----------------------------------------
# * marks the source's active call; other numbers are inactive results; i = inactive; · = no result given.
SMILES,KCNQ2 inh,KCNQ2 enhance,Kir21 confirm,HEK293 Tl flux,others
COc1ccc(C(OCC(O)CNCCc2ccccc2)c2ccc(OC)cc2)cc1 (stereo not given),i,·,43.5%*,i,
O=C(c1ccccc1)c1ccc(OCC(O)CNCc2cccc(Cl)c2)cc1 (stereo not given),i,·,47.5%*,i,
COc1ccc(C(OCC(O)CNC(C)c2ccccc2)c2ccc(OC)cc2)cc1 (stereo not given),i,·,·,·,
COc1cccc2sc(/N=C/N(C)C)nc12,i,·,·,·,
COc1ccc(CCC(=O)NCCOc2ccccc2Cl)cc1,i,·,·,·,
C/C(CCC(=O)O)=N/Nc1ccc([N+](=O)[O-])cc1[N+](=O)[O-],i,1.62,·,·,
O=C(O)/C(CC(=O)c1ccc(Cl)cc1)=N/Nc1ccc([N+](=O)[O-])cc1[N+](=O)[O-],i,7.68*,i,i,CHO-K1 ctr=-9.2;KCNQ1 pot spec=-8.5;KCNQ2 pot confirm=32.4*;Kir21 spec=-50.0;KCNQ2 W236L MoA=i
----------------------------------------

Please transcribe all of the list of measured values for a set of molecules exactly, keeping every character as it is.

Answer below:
# * marks the source's active call; other numbers are inactive results; i = inactive; · = no result given.
SMILES,KCNQ2 inh,KCNQ2 enhance,Kir21 confirm,HEK293 Tl flux,others
COc1ccc(C(OCC(O)CNCCc2ccccc2)c2ccc(OC)cc2)cc1 (stereo not given),i,·,43.5%*,i,
O=C(c1ccccc1)c1ccc(OCC(O)CNCc2cccc(Cl)c2)cc1 (stereo not given),i,·,47.5%*,i,
COc1ccc(C(OCC(O)CNC(C)c2ccccc2)c2ccc(OC)cc2)cc1 (stereo not given),i,·,·,·,
COc1cccc2sc(/N=C/N(C)C)nc12,i,·,·,·,
COc1ccc(CCC(=O)NCCOc2ccccc2Cl)cc1,i,·,·,·,
C/C(CCC(=O)O)=N/Nc1ccc([N+](=O)[O-])cc1[N+](=O)[O-],i,1.62,·,·,
O=C(O)/C(CC(=O)c1ccc(Cl)cc1)=N/Nc1ccc([N+](=O)[O-])cc1[N+](=O)[O-],i,7.68*,i,i,CHO-K1 ctr=-9.2;KCNQ1 pot spec=-8.5;KCNQ2 pot confirm=32.4*;Kir21 spec=-50.0;KCNQ2 W236L MoA=i